Seven or eight years ago, I stopped being able to read regular books. My neck and shoulders couldn't handle holding the book or the looking down part. Before that, and for as long as I can remember, I carried a book with me wherever I've gone. Reading was my first love. I didn't so much read as inhale books and it started when I was a child. Every month, my mother would take me to the library in the next town over and I’d fill two large bags with books. The librarians loved me because my lending habits worked so well for their stats they were able to get extra money in the budget. Before I stopped being able to read regular books, I'd devour 3-5 books a week and suspect it may have worked equally well for the libraries I've used as an adult.
I remember hours, even days of disappearing into a book. I remember finding every opportunity, even if it was just 5 minutes, to dive back into the adventure and then somehow persuading myself to read just for another 2 minutes, maybe just to the end of this page or this section or the next chapter. I remember the years between the last time I was employed and my present work, getting a new book, something I'd looked forward to and spending three days doing nothing but read. I’d emerge out on the other side after a satisfying adventure, with a crick in my neck and being sore all over because I had sat still in one position, reading, for three days.
And then I couldn't. It was hard loss, being without this thing that kept me sane and whole and occupied since I was a child. For a year or two, I read only what I could find on the Internet and got used to shorter, actual pieces. In 2005, Ken came to the rescue (as he so often does), giving me a membership for Audible and I found fiction again. Since then, I have read hundreds of audiobooks and been very happy with this way of reconnecting with my first love.
It's a different way to read, though. When I read with my eyes, I read fast, flying over the words on the page (or monitor). When I read with my ears, I have to listen to every word as narrated by someone else. You catch more detail that way, but it’s not so easy to go back a paragraph or page to read something again. It also takes both more and less focus at the same time. More because there is no skimming over a sentence, speeding ahead while you gather the gist of what's going on, as opposed to listening to every word. Less, because someone else is reading to you and you can wash dishes while being entertained. I rarely read audio books for hours and hours, though. I thought it was because my days are pretty filled. I have only certain times where I'm able to read, such as when I'm eating dinner or the last hour of relaxing before bed while I putter and get ready.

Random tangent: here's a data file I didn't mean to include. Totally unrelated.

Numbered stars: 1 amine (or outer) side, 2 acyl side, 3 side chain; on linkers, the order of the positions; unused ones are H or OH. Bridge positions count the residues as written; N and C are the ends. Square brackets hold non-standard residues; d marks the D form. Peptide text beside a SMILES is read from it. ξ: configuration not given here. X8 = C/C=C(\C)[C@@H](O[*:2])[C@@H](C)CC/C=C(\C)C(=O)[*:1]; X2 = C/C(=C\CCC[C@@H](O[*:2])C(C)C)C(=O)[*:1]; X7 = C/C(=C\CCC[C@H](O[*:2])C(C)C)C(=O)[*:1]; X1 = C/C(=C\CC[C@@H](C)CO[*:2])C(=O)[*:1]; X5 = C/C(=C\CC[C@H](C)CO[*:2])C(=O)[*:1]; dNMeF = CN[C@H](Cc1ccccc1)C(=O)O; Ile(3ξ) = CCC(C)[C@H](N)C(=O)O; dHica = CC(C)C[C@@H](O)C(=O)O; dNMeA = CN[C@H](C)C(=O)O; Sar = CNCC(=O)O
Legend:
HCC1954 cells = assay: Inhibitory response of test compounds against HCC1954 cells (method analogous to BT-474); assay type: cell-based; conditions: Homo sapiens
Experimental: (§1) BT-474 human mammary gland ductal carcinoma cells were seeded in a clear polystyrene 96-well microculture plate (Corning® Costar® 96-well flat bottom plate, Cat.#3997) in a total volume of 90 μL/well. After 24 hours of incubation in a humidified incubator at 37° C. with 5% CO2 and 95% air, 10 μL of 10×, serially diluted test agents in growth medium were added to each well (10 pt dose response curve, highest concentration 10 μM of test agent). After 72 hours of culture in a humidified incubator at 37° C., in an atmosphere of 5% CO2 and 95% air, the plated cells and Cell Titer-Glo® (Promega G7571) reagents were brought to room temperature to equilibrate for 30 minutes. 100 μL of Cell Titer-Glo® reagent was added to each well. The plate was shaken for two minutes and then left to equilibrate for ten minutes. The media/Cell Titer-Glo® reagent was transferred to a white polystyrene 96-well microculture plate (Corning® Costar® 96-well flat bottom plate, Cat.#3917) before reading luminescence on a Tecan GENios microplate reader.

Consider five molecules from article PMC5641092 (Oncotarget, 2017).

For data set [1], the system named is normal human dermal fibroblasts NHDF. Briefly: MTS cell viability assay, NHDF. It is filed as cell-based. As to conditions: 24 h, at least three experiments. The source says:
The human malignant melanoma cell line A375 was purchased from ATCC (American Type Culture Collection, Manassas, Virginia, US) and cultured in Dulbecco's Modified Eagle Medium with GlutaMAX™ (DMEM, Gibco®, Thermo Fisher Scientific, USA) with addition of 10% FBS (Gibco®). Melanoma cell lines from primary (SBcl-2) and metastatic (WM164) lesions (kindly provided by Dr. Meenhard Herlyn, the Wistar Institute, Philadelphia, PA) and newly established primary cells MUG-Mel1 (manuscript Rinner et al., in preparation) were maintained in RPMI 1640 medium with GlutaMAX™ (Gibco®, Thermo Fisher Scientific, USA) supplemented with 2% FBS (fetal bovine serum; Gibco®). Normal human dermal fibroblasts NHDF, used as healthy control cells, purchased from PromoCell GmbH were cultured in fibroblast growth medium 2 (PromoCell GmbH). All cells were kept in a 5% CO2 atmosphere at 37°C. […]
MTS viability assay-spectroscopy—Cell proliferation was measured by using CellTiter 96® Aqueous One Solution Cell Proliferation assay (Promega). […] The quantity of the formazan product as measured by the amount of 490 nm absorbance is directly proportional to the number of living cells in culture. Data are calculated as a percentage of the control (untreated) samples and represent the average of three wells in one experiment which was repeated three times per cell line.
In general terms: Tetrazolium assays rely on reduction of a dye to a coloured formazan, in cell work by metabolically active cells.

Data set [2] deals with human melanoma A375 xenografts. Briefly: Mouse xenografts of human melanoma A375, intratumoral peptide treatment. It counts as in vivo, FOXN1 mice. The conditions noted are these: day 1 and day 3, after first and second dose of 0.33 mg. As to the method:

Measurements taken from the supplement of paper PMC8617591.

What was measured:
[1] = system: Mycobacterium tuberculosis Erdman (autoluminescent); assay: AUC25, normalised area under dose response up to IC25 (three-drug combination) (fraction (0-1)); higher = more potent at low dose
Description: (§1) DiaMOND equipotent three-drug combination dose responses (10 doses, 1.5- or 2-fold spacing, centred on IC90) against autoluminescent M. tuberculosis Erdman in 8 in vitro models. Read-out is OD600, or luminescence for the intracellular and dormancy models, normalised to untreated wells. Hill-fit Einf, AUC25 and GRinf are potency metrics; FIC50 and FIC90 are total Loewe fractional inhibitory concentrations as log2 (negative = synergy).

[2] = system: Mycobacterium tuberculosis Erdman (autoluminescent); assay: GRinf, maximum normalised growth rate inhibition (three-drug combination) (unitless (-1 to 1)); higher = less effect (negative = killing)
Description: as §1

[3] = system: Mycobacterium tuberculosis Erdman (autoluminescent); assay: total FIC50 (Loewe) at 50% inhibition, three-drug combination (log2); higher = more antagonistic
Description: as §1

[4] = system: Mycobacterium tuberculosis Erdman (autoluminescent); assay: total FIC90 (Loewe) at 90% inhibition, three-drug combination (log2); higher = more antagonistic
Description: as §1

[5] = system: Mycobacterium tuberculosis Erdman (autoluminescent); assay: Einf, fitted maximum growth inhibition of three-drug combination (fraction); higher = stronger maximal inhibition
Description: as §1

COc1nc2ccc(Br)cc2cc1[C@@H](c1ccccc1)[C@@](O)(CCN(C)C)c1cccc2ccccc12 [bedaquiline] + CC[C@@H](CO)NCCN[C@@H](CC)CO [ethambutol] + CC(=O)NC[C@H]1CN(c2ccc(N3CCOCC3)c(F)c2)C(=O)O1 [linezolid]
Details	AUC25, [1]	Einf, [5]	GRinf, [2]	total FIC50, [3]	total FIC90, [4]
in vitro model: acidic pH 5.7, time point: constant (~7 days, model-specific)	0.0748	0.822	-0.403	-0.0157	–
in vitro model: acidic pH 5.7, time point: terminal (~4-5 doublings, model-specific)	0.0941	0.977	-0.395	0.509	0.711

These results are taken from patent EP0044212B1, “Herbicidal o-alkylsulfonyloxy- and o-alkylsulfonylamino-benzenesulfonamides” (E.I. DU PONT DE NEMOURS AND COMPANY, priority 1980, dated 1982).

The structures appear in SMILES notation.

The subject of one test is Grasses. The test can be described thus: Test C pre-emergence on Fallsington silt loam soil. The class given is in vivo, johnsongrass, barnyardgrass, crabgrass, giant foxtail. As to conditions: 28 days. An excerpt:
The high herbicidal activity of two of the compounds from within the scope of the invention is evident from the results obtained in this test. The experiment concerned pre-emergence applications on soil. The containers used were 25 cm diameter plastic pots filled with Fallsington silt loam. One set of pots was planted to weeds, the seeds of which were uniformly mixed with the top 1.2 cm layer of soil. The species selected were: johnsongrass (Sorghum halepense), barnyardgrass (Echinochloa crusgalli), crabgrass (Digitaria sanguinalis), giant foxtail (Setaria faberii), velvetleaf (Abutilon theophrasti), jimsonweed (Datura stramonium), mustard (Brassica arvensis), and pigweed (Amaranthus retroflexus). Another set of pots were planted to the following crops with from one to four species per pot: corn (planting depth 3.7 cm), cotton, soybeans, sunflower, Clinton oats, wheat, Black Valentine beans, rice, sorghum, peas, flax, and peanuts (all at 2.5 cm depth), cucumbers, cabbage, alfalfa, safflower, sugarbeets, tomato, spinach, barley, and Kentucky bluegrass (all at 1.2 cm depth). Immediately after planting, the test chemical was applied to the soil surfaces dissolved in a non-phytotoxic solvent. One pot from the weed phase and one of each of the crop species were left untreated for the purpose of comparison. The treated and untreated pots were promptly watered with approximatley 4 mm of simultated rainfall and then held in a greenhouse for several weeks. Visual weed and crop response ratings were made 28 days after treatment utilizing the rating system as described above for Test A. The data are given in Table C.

And then Laurie’s book Not Done Yet: Living through BreastCancer was finally released in an e-book edition. I’ve had the regular book version since going to her Toronto book launch three years ago, but haven't been able to read it. Now that it's out on e-book, I grabbed it immediately. I started reading last Thursday. And then I read some more. And before I knew it, I was inhaling the book, flying through each chapter, finding just a few minutes to read just another chapter, then, talking myself into another 5 minutes and before I knew it, an hour and a half had gone by. It was like rediscovering a lost love, falling back into familiar arms that felt like home. I filled every available moment with Laurie's book and emerged on the other side sore all over, realizing that even if I read it on a monitor, audio books will have to be my primary source. They don't make my neck and shoulders hurt.
Not Done Yet is a wonderful book, filled with joy and fight and truth about what it's like to live with metastatic breast cancer. I had lent my book copy to one of my attendants who’s had breast cancer and she told me she wished she’d been able to read the book when she was sick. Now that I've been able to read the book myself, I can see why and I'm so honored that this brilliant woman is my friend.
Today, as our neighbours south of the borders have just come out of the Thanksgiving holiday, I am also thankful. For rediscovering reading with my eyes instead of my ears. And for my beautiful friend Laurie, without whom my life would be so much poorer. Reading the book about her journey through breast cancer feels extra poignant now. She’s having brain surgery today to deal with another tendril of the beast. I know the surgery will be a success - she has a fantastic surgeon who is very confident that all will go well. I know that she will pull through this new battle and continue being Laurie: beautiful, brilliant, funny. One of my favourite people in this world.
Still, if you have a moment, please send good thoughts her way.
If you want to read NotDone Yet by Laurie Kingston or get a copy for a friend who has breast cancer, there are a few print copies left at Chapters and you can also contact Laurie directly. However, there are no limits on e-book edition. It's available at Chapter's for Kobo (Canada’s version of the Kindle or Nook. Also available as a desktop app). Amazon Kindle edition to follow at some point in the future.